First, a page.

We start with a decent Dredd. Beautifully rendered by Colin MacNeil, G.Ennis provides a neat, sharp and entertaining Dredd. Lets see how his hit rate is before others take over, I don't remember a great deal about the end of his run I have to be honest.

Next up Dead Meat continues to ram home its idea (see what I did there, well it was that or rambles on), its single idea, but you know what its pretty inoffensive.

Next up we get to a story that I'm very fond of Strontium Dogs - Return of the Gronk. Now clearly to enable our weak heartised friend to carry a story effectively some changes have to be made and one big shock last Prog later, this episode fair hammers home the fact that this isn't your Father's Gronk anymore. Now I can see why the Gronk striding into a bar and blowing some officious schmoo away might put some folks nosies out of joint... but I can't help but find it fantastic. Admittedly helped by Nigel Dobbyn's simply superb art... the episode and indeed as I recall this series, doesn't really look back from there. Introducing some fun villians. An even harder Gronk and a whole heap of fun...

... the shift in the Gronk is kinda endemic in the shift in Tharg's organ overall however. Its all hard and pounds away with vigour... sometimes that works and its done with enough guile and energy that you can get away with it... sometimes its just leaves you completely unsatisified and sore... leading nicely to...

Robo... well I might was well stop there... cos Jez I'd forgotten how long Millar's Robo... 'graced us', its still bloody going and... well.... I stopped reading about half way through to be honest!

Last up we have Flesh - Legends of Shamana. Last time I read this, almost ten years ago now I said:

Quote
This revisiting of Flesh should have been so wrong, everything about it should be terrible. A rehash of Flesh adding nothing to the original aside from some Skinner era Mills political preaching (modern life and science is terrible). Infuriating made up dinosaur facts, what on earth were those intelligent dinosaurs about aside from cranking in some trite ideas and that psycho-chamleon stuff, please! Carl Critchlow before he'd perfected his art during the brown paint times. Some shockingly cliched characters.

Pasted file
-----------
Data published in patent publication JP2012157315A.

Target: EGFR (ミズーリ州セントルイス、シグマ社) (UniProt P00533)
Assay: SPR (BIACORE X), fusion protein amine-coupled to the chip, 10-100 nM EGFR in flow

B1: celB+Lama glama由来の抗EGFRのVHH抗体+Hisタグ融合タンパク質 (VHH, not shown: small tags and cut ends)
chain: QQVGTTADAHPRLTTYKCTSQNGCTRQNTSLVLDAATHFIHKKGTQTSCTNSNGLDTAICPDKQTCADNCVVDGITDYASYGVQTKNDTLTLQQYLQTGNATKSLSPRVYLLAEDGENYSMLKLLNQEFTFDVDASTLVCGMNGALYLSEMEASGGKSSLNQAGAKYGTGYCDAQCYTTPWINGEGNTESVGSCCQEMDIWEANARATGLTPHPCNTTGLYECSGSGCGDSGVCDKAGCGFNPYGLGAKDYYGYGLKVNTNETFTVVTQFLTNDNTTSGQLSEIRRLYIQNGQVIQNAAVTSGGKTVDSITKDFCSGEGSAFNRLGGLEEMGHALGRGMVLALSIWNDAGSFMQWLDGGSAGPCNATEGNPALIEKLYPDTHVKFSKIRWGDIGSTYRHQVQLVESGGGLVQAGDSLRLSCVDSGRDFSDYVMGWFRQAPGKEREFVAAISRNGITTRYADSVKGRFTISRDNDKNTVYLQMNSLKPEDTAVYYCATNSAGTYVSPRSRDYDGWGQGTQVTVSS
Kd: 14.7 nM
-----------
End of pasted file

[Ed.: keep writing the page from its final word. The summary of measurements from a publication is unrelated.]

All that and yet it was always nothing but readable. I really enjoyed it and for the life of me can't work out why. Go figure...

Alas ten years in the first paragraph holds... the second does not.

Possibly the most telling thing about the shift 2000ad is still thrashing through is the 'Droid Profile' for Robo-Cook. Now from my very limited interactions with this droid he seems smashing and lovely and in most of the answers he comes across as a cocky young soul enjoying life, as well he should. However:
Quote
What does Judge Dredd look like under his helmet?

Get a life, you sad fanboy

Now this is a fun throw away answer and means diddly squat... or does it speak to the prevailing attitude in the Prog at the time. Its a bold, young thing, punching it way into a bold exciting new era... its problem is it still felts a little ill at ease and ashamed of what its come from and that is going to be a problem for some time!

Colin YNWA

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Re: The completely self absorbed 2000ad re-read thread
« Reply #509 on: 08 August, 2018, 09:01:57 pm »
With an almost relaunch Prog in 828 time for some quick thoughts on early 1993

1. Ennis Dredd has been getting better, though its still inconsistant. I enjoyed PJ and the Mock Choc Factory particularly.

2. Though did he really have to have PJ captured?

3. Kelly's Eye Get shot... oh hold on no need to worry he's invulnerable.

4. Legend of Shamana dunnt half gone on dunnit

5. Return of the Gronk shows how to do dumb fun and make it good at the same time... others could learn!

6. Oh no Kelly's Eye has been thrown out a tall building... oh no don't worry he's invulernable

7. That's a fun Tharg Story in the birthday issues (the rules of submitting to 2000ad)

8. Nemesis - The Shape of Things to Come... alas that's actually years of teasing stories about hammers as I recall

9. Mind hasn't Paul Staples come on since then!

10. Oh no Kelly's Eye been blown up by a grenade... oh no hold on he's invulernable its okay...

11.  The second half of Bradley's Bedtime Stories isn't as good as the first... still love Simon Harrison mind.

12. I'd forgotten Ron Smith did a Millar Robo-Hunter... doesn't save it mind!

13. Oh no Kelly's Eye is in a bar that's been hit by a rocket launcher... oh no hold on.... well you get the idea by now.

14. The (almost) relaunch Prog is going to be very bloomin' welcome as I recall.